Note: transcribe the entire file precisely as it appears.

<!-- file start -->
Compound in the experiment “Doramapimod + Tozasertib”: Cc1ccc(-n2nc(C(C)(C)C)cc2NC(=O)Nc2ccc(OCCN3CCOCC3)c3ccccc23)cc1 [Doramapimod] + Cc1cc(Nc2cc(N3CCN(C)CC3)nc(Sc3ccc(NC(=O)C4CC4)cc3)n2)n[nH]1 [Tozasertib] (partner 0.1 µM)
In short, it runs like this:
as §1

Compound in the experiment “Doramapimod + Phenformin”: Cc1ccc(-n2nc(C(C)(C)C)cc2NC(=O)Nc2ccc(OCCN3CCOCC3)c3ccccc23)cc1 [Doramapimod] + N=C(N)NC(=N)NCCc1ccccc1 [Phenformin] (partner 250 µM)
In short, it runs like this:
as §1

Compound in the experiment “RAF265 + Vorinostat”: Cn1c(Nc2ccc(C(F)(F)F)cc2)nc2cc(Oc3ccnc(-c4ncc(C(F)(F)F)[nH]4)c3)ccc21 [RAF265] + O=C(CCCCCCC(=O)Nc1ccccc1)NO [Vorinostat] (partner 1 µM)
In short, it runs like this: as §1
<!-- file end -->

Compound in the experiment “Doramapimod + Tozasertib”: Cc1ccc(-n2nc(C(C)(C)C)cc2NC(=O)Nc2ccc(OCCN3CCOCC3)c3ccccc23)cc1 [Doramapimod] + Cc1cc(Nc2cc(N3CCN(C)CC3)nc(Sc3ccc(NC(=O)C4CC4)cc3)n2)n[nH]1 [Tozasertib] (partner 0.1 µM)
In short, it runs like this:
as §1

Compound in the experiment “Doramapimod + Phenformin”: Cc1ccc(-n2nc(C(C)(C)C)cc2NC(=O)Nc2ccc(OCCN3CCOCC3)c3ccccc23)cc1 [Doramapimod] + N=C(N)NC(=N)NCCc1ccccc1 [Phenformin] (partner 250 µM)
In short, it runs like this:
as §1

Compound in the experiment “RAF265 + Vorinostat”: Cn1c(Nc2ccc(C(F)(F)F)cc2)nc2cc(Oc3ccnc(-c4ncc(C(F)(F)F)[nH]4)c3)ccc21 [RAF265] + O=C(CCCCCCC(=O)Nc1ccccc1)NO [Vorinostat] (partner 1 µM)
In short, it runs like this: as §1